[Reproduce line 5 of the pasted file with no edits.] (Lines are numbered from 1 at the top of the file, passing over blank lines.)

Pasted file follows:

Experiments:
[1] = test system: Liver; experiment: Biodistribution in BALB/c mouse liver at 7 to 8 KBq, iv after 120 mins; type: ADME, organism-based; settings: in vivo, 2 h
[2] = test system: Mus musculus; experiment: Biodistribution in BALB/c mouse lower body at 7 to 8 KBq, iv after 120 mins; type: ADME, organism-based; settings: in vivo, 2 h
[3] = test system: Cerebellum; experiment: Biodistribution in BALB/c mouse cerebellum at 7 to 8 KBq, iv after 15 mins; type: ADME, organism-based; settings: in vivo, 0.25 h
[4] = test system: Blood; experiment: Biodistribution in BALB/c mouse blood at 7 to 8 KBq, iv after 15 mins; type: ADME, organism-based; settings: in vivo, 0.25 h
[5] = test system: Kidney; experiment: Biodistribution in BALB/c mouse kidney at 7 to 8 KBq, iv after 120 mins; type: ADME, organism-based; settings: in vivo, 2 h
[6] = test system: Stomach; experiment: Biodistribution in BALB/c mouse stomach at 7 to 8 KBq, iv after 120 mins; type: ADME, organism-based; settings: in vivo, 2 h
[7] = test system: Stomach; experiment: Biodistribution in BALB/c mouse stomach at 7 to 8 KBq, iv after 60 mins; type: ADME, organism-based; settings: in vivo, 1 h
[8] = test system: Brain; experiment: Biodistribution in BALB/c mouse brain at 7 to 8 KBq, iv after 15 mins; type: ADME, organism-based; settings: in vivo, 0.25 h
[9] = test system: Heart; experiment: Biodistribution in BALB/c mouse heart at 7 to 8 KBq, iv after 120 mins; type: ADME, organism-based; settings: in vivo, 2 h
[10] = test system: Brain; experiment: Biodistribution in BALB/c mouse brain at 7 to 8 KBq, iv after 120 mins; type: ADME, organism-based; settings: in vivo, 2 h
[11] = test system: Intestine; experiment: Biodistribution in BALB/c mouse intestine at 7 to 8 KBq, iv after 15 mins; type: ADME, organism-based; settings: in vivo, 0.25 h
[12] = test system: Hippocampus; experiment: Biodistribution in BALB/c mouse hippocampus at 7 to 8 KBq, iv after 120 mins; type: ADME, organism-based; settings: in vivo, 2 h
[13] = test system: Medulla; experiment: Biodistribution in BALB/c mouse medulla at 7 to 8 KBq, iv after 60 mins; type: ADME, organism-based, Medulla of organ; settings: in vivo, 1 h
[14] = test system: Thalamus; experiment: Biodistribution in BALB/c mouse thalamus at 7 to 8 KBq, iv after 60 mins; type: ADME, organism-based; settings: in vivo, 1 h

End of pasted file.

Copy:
[4] = test system: Blood; experiment: Biodistribution in BALB/c mouse blood at 7 to 8 KBq, iv after 15 mins; type: ADME, organism-based; settings: in vivo, 0.25 h